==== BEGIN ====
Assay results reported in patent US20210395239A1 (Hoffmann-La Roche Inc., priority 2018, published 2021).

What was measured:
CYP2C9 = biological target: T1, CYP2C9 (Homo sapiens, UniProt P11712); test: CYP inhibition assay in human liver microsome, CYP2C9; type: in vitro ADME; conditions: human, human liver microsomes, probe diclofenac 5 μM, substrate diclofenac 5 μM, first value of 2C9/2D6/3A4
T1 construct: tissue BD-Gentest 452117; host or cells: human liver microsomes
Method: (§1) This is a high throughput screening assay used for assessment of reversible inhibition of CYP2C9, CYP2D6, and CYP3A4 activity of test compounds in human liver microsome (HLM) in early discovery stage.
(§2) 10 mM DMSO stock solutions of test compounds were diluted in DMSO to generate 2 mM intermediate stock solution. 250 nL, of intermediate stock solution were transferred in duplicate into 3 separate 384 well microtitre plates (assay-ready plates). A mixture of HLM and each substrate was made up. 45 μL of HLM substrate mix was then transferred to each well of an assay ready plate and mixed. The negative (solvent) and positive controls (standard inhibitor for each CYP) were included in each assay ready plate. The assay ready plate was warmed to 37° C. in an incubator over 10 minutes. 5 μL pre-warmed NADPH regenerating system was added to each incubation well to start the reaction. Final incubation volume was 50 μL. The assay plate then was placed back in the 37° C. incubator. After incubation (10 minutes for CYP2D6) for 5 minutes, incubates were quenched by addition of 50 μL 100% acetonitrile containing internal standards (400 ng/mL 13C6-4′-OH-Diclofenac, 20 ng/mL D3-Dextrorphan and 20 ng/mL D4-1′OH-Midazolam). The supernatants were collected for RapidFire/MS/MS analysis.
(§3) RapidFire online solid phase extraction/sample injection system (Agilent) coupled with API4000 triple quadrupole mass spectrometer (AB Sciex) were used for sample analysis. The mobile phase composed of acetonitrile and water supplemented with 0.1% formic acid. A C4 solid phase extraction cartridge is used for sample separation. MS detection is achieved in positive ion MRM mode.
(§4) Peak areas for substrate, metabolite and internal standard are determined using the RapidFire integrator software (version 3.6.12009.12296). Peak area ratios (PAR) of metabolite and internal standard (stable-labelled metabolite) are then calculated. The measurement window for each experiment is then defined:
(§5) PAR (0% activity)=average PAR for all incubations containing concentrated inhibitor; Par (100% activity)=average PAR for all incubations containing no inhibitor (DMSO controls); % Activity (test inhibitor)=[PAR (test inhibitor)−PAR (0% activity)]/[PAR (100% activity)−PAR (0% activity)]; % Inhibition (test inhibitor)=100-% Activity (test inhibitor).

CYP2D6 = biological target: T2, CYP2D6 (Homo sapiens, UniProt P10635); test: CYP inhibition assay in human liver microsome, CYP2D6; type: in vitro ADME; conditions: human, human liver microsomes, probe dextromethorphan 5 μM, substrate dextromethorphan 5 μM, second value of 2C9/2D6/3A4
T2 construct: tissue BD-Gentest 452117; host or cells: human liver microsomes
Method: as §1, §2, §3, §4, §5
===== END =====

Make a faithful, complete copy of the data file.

Assay results reported in patent US20210395239A1 (Hoffmann-La Roche Inc., priority 2018, published 2021).

What was measured:
CYP2C9 = biological target: T1, CYP2C9 (Homo sapiens, UniProt P11712); test: CYP inhibition assay in human liver microsome, CYP2C9; type: in vitro ADME; conditions: human, human liver microsomes, probe diclofenac 5 μM, substrate diclofenac 5 μM, first value of 2C9/2D6/3A4
T1 construct: tissue BD-Gentest 452117; host or cells: human liver microsomes
Method: (§1) This is a high throughput screening assay used for assessment of reversible inhibition of CYP2C9, CYP2D6, and CYP3A4 activity of test compounds in human liver microsome (HLM) in early discovery stage.
(§2) 10 mM DMSO stock solutions of test compounds were diluted in DMSO to generate 2 mM intermediate stock solution. 250 nL, of intermediate stock solution were transferred in duplicate into 3 separate 384 well microtitre plates (assay-ready plates). A mixture of HLM and each substrate was made up. 45 μL of HLM substrate mix was then transferred to each well of an assay ready plate and mixed. The negative (solvent) and positive controls (standard inhibitor for each CYP) were included in each assay ready plate. The assay ready plate was warmed to 37° C. in an incubator over 10 minutes. 5 μL pre-warmed NADPH regenerating system was added to each incubation well to start the reaction. Final incubation volume was 50 μL. The assay plate then was placed back in the 37° C. incubator. After incubation (10 minutes for CYP2D6) for 5 minutes, incubates were quenched by addition of 50 μL 100% acetonitrile containing internal standards (400 ng/mL 13C6-4′-OH-Diclofenac, 20 ng/mL D3-Dextrorphan and 20 ng/mL D4-1′OH-Midazolam). The supernatants were collected for RapidFire/MS/MS analysis.
(§3) RapidFire online solid phase extraction/sample injection system (Agilent) coupled with API4000 triple quadrupole mass spectrometer (AB Sciex) were used for sample analysis. The mobile phase composed of acetonitrile and water supplemented with 0.1% formic acid. A C4 solid phase extraction cartridge is used for sample separation. MS detection is achieved in positive ion MRM mode.
(§4) Peak areas for substrate, metabolite and internal standard are determined using the RapidFire integrator software (version 3.6.12009.12296). Peak area ratios (PAR) of metabolite and internal standard (stable-labelled metabolite) are then calculated. The measurement window for each experiment is then defined:
(§5) PAR (0% activity)=average PAR for all incubations containing concentrated inhibitor; Par (100% activity)=average PAR for all incubations containing no inhibitor (DMSO controls); % Activity (test inhibitor)=[PAR (test inhibitor)−PAR (0% activity)]/[PAR (100% activity)−PAR (0% activity)]; % Inhibition (test inhibitor)=100-% Activity (test inhibitor).

CYP2D6 = biological target: T2, CYP2D6 (Homo sapiens, UniProt P10635); test: CYP inhibition assay in human liver microsome, CYP2D6; type: in vitro ADME; conditions: human, human liver microsomes, probe dextromethorphan 5 μM, substrate dextromethorphan 5 μM, second value of 2C9/2D6/3A4
T2 construct: tissue BD-Gentest 452117; host or cells: human liver microsomes
Method: as §1, §2, §3, §4, §5